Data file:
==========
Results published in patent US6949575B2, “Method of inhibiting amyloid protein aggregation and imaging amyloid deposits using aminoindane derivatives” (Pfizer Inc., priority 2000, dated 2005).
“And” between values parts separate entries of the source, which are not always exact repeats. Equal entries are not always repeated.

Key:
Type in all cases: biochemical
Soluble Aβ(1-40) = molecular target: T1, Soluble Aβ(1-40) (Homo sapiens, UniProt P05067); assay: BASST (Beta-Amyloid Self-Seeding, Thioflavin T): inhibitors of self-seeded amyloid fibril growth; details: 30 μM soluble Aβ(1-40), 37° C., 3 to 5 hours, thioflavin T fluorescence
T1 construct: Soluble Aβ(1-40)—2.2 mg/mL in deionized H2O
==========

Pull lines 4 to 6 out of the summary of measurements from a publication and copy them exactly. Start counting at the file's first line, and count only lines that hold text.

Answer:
Type in all cases: biochemical
Soluble Aβ(1-40) = molecular target: T1, Soluble Aβ(1-40) (Homo sapiens, UniProt P05067); assay: BASST (Beta-Amyloid Self-Seeding, Thioflavin T): inhibitors of self-seeded amyloid fibril growth; details: 30 μM soluble Aβ(1-40), 37° C., 3 to 5 hours, thioflavin T fluorescence
T1 construct: Soluble Aβ(1-40)—2.2 mg/mL in deionized H2O